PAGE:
Nunberg also noted that he would have to spend "80 hours" looking for all the documents Mueller requested: "I shouldn't have to spend that much time, I shouldn't have to go back down to a grand jury."

But his interview quickly took wings as he dropped several anecdotes about current and former members of Trump's inner circle.

Though Nunberg's comments have already raised eyebrows, he has been known to plant false stories in the media.

In November 2017, he admitted to making up a viral story that New Jersey Gov. Chris Christie fetched McDonald's for then-candidate Donald Trump.

"The sad reality is that it was believable," Nunberg said as he laughed.

Nunberg made more claims during his interview blitz on Monday:

On President Donald Trump:

"Donald Trump caused this, because he's an idiot," Nunberg said referring to the Russia investigation. "He decided to give an interview to Lester Holt, the day after he fired James Comey, and then he decided to have Russians in the Oval Office. You'll have to explain to me because I'll never understand it."

"I'm not going to be able to explain that to you Sam," Tapper replied with a concerned look.

"No, nobody will," Nunberg said.

Though Nunberg said during an interview with MSNBC's Katy Tur that he believes Trump's campaign had not colluded with the Russian government, he hinted that Mueller may have found other incriminating charges: "I think they may. I think that he may have done something during the election, but I don't know that for sure," he said.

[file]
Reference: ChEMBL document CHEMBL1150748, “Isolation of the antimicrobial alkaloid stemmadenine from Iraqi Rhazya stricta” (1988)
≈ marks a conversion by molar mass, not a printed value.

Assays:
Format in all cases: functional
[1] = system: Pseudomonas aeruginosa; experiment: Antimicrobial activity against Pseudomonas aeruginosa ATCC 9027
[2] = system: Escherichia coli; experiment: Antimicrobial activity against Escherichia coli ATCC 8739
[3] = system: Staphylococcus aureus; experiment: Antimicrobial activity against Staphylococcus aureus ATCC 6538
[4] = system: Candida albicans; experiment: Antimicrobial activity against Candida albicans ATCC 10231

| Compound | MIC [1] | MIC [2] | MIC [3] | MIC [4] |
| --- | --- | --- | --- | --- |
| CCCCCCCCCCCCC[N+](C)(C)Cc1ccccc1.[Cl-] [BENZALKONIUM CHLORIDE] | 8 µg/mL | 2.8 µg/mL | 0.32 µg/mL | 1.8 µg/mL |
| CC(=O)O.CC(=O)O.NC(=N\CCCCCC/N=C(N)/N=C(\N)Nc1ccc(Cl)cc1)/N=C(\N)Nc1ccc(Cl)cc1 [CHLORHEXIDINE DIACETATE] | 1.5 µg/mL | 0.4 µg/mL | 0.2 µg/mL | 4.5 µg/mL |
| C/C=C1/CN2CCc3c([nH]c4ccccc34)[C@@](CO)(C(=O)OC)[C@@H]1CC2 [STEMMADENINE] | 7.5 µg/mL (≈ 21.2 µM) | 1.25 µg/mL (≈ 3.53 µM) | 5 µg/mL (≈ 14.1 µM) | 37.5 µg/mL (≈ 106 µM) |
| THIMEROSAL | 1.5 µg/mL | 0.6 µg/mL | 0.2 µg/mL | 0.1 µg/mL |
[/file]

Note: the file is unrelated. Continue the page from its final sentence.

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Former Trump campaign volunteer Carter Page
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Former Trump campaign volunteer Carter Page
One-time advisor of U.S. president-elect Donald Trump Carter Page addresses the audience during a presentation in Moscow, Russia, December 12, 2016. REUTERS/Sergei Karpukhin
One-time advisor of U.S. president-elect Donald Trump Carter Page addresses the audience during a presentation in Moscow, Russia, December 12, 2016. REUTERS/Sergei Karpukhin
One-time advisor of U.S. president-elect Donald Trump Carter Page addresses the audience during a presentation in Moscow, Russia, December 12, 2016. REUTERS/Sergei Karpukhin
WASHINGTON, DC - NOVEMBER 02: Carter Page, walks away after speaking to the media after testifying before the House Intelligence Committee on November 2, 2017 in Washington, DC. The committee conducting an investigation into Russia's tampering in the 2016 election. (Photo by Mark Wilson/Getty Images)
MOSCOW, RUSSIA - DECEMBER 12, 2016: Carter Page, Global Energy Capital LLC Managing Partner and a former foreign policy adviser to U.S. President-Elect Donald Trump, makes a presentation titled ' Departing from Hypocrisy: Potential Strategies in the Era of Global Economic Stagnation, Security Threats and Fake News' during his visit to Moscow. Artyom Korotayev/TASS (Photo by Artyom Korotayev\TASS via Getty Images)
WASHINGTON, DC - NOVEMBER 02: Carter Page, former foreign policy adviser for the Trump campaign, speaks to the media after testifying before the House Intelligence Committee on November 2, 2017 in Washington, DC. The committee conducting an investigation into Russia's tampering in the 2016 election. (Photo by Mark Wilson/Getty Images)
MOSCOW, RUSSIA - DECEMBER 12, 2016: Carter Page, Global Energy Capital LLC Managing Partner and a former foreign policy adviser to U.S. President-Elect Donald Trump, makes a presentation titled ' Departing from Hypocrisy: Potential Strategies in the Era of Global Economic Stagnation, Security Threats and Fake News' during his visit to Moscow. Artyom Korotayev/TASS (Photo by Artyom Korotayev\TASS via Getty Images)